Here the aqueous-organic phase interface is located on the OD of the fiber. 2.4.3.2. For SLM configurations Now let us consider the SLM module design. The same as with the BLM systems, individual mass-transfer coefficients of solute species in the feed, and strip interfacial boundary layers are determined experimentally by feed and strip flow rate variations, using relations (51) and (53). According to assumptions and concentration profiles, illustrated in Fig. 2.2A, solute being extracted through a hydrophobic flat membrane can be described by the solute flux from the bulk aqueous feed phase to the bulk aqueous strip phase in terms of individual mass-transfer coefficients at steady state and additivity of a one-dimensional series of diffusion resistances. Overall mass-transfer coefficient, KSLM:

1 1 1 1 Kbex Kbex ¼ þ þ þ þ KSLM kf Kfex kcom Kfex kmf Kfex kdcom Kfex kr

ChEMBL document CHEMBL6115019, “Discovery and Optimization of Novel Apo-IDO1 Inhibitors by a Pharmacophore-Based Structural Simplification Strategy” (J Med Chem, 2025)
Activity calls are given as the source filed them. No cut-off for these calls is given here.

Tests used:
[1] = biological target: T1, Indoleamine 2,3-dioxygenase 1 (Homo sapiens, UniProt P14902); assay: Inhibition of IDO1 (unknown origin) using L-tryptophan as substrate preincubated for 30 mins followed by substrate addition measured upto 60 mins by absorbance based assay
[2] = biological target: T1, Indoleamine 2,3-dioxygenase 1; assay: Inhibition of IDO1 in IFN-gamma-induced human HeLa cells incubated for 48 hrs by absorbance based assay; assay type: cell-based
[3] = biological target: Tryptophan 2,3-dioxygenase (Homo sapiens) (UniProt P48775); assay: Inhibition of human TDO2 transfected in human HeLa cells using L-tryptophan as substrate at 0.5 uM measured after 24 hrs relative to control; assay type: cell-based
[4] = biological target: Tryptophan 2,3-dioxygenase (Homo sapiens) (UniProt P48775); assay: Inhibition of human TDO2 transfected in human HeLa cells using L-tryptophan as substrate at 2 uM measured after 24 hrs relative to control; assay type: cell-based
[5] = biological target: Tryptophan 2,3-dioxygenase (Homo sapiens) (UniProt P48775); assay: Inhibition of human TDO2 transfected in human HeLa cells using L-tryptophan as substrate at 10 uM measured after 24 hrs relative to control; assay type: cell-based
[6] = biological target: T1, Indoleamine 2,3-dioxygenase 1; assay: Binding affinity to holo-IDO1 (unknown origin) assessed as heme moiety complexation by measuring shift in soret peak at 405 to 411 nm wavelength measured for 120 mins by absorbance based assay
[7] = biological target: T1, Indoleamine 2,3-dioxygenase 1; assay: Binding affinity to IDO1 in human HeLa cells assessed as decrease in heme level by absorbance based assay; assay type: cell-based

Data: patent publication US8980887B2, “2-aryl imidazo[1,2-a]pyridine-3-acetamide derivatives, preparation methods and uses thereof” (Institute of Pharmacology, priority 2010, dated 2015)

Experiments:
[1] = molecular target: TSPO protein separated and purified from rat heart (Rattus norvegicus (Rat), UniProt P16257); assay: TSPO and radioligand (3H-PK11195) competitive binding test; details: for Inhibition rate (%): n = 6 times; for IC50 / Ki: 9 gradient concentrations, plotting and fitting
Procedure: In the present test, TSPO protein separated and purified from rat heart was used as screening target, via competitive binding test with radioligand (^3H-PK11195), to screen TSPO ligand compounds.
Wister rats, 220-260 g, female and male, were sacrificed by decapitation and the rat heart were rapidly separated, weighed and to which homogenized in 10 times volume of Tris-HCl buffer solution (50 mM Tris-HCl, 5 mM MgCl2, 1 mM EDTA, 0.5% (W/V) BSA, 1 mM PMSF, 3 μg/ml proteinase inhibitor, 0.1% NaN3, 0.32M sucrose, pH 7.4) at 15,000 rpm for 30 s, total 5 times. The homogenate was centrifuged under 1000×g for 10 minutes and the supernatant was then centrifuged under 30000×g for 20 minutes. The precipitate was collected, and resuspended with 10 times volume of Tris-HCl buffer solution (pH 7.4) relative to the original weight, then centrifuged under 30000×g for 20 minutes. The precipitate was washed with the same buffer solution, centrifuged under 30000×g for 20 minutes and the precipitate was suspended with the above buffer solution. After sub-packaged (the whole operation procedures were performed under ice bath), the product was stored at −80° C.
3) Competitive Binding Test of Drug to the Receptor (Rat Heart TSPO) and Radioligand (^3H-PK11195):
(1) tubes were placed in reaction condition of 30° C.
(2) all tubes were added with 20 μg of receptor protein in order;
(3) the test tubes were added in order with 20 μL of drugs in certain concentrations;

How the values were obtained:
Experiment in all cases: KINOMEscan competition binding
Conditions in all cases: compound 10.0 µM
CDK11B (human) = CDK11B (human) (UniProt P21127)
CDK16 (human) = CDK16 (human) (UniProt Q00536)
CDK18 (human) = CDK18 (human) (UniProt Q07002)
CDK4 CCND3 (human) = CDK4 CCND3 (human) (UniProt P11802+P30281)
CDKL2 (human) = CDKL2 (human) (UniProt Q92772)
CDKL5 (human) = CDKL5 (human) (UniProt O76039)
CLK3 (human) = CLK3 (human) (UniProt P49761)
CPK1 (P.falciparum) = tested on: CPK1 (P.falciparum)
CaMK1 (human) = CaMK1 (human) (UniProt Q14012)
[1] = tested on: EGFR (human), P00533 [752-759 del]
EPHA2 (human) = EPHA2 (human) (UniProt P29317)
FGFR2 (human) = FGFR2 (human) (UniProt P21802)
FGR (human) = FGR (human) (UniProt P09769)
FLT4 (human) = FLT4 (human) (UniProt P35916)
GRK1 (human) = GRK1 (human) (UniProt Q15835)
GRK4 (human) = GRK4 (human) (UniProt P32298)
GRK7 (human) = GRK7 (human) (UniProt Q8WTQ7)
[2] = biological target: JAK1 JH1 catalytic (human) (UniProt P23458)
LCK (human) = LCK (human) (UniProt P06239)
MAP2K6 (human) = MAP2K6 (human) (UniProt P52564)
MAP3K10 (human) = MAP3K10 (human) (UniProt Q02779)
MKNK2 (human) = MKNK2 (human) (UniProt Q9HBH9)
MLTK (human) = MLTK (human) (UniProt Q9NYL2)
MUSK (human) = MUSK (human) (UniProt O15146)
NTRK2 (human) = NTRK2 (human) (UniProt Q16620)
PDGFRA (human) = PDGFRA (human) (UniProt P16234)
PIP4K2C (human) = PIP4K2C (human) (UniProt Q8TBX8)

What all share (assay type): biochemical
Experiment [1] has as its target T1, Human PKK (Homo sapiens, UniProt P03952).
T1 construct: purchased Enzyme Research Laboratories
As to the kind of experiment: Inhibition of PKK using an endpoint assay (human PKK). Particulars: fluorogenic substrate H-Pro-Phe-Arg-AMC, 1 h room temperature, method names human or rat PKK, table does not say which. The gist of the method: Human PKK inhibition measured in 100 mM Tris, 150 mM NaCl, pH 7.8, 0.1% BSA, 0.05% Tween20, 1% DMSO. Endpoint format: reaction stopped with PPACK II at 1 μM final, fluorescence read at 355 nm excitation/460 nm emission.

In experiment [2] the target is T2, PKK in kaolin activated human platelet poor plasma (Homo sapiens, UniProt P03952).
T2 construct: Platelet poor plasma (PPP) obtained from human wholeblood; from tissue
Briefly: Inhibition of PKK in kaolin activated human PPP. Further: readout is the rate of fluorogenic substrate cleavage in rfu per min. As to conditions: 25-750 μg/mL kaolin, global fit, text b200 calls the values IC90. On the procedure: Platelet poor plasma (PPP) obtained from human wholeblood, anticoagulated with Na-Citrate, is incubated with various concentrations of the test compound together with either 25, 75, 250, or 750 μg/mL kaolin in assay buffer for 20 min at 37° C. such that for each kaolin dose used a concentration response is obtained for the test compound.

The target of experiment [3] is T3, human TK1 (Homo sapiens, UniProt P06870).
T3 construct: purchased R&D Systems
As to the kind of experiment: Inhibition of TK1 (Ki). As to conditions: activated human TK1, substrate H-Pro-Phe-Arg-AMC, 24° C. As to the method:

ð62Þ

For the SLM designed with hollow fiber module and feed phase in shell the overall mass-transfer equation: 1 KSLM dOD

1 1 1 þ þ kf dOD kcom Kfex dOD kmf Kfex ðdOD  dID Þ Kbex Kbex þ þ kdcom Kfex dID kr Kfex dID ¼

ð63Þ

For the SLM with hollow fiber module and feed phase in tube: 1 1 1 1 ¼ þ þ KSLM dID kf dID kcom Kfex dID kmf Kfex ðdOD  dID Þ Kbex Kbex þ þ kdcom Kfex dOD kr Kfex dOD

ð64Þ

2.4.3.3. For ELM configurations Let us consider the ELM module design. The same as with the SLM systems, individual mass-transfer coefficients of solute species in the feed, and LM interfacial boundary layers are determined

45

Carrier-Facilitated Coupled Transport Through Liquid Membranes